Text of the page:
you have to sympathise for creative agencies. I don’t envy their position… required as they are by clients to create things that get noticed but don’t cause controversy. the most recent case in point is Mars who have pulled the above Snickers ad because it might offend the gay community. is it offensive? to speed-walkers possibly but certainly not, I suggest, to boys who like boys who like boys.
the key word here is ‘might’. ‘might’ cause offence. ‘might’ cause controversy. well ads ‘might’ do a lot of things, but one of the things they ‘have’ to do is get noticed… especially when said ad is for Snickers and therefore carries a need to convey macho, retrosexual, masculine tones. what’s a creative agency to do? make ads that get noticed but only get talked about it the right way? brands never had that kind of control, let alone thinking they have it in the digital age.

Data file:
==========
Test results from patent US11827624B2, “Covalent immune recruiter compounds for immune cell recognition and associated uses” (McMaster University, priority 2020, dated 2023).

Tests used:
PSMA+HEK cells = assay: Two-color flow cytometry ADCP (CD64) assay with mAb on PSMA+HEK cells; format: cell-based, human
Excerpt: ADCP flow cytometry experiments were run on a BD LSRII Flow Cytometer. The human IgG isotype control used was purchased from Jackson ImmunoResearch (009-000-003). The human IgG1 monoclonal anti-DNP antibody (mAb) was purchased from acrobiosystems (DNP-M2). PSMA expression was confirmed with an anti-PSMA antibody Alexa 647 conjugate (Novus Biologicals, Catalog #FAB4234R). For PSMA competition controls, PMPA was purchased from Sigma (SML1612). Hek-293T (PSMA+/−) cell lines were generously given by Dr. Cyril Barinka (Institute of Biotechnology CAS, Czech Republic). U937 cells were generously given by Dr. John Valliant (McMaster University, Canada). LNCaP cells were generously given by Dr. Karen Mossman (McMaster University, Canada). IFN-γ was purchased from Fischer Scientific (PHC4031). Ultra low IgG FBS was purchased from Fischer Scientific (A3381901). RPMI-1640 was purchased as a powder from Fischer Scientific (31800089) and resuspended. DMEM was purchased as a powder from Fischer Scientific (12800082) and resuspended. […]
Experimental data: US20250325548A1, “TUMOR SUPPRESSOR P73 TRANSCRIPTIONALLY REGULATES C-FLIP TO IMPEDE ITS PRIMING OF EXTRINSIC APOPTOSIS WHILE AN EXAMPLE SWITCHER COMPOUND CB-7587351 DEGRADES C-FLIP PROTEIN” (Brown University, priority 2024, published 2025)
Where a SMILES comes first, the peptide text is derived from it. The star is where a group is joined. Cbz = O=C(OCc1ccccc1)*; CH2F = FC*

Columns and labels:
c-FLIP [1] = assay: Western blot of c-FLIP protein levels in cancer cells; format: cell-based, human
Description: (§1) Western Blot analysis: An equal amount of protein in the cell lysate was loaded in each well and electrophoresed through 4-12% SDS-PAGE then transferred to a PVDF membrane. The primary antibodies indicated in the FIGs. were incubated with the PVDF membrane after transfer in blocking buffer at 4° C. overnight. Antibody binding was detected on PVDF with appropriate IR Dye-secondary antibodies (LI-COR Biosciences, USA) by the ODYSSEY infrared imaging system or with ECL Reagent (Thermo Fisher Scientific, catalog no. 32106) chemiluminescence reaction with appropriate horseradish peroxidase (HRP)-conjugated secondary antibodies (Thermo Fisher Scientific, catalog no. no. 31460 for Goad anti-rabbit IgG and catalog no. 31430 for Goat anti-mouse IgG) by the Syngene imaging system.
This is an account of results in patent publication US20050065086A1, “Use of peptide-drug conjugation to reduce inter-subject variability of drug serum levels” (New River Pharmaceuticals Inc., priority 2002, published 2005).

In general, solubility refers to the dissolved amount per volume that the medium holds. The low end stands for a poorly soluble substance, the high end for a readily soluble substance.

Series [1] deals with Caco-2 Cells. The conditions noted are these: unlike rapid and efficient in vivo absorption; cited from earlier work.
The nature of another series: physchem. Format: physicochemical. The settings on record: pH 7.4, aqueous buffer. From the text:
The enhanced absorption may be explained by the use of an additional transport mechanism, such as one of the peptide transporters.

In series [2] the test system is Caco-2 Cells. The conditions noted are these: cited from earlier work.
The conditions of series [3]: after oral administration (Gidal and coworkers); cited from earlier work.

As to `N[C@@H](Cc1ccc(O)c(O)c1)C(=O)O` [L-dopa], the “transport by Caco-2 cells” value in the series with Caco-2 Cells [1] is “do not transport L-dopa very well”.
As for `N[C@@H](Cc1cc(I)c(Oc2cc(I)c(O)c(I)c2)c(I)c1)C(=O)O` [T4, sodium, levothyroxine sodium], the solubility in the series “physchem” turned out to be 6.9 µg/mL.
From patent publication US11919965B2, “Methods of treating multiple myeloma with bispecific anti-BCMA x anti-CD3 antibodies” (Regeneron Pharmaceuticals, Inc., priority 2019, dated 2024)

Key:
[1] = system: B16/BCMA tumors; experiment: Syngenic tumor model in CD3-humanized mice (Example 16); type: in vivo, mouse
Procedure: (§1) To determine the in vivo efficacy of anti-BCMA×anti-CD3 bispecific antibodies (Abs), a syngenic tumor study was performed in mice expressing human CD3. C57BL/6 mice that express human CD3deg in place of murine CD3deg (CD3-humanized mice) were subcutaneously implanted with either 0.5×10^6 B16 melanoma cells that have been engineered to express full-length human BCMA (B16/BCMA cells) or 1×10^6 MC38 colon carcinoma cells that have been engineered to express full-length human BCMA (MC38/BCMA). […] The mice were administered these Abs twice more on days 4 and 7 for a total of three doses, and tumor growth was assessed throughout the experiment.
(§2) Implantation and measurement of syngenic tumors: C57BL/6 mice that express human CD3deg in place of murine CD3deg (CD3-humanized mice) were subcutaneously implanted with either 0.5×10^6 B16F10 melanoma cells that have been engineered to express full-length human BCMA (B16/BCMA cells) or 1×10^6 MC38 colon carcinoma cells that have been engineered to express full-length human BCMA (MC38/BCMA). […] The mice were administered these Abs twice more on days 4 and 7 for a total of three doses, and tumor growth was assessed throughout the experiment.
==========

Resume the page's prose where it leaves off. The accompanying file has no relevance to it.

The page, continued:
if there’s a problem here is not with ads. its with one of two other things. either (1) the brand positioning is wrong; if communications that establish then reinforce the positioning are being pulled then Mars has to ask themselves how sustainable this is in the long-run (they always ‘might’ piss someone off)
or (2) the problem lies with marketeers who lack the courage of their conviction to approve, run, and then ride the discussion and debate caused by their communications. the more they pander to people who ‘might’ take offence, the more we move away from a culture that engages in and enjoys public debate. and the harder it will be for creative agencies to produce genuinely ground-breaking and challenging work.
of course if a brand was really smart they’d make ads that engage by virtue of normalising (I use that word carefully) gay life. the below was made by Guinness. it challenges some whilst no doubt affirming the beliefs of others. its a brilliant piece of brand communication. its a shame Guinness never had the courage of their conviction and broadcast it.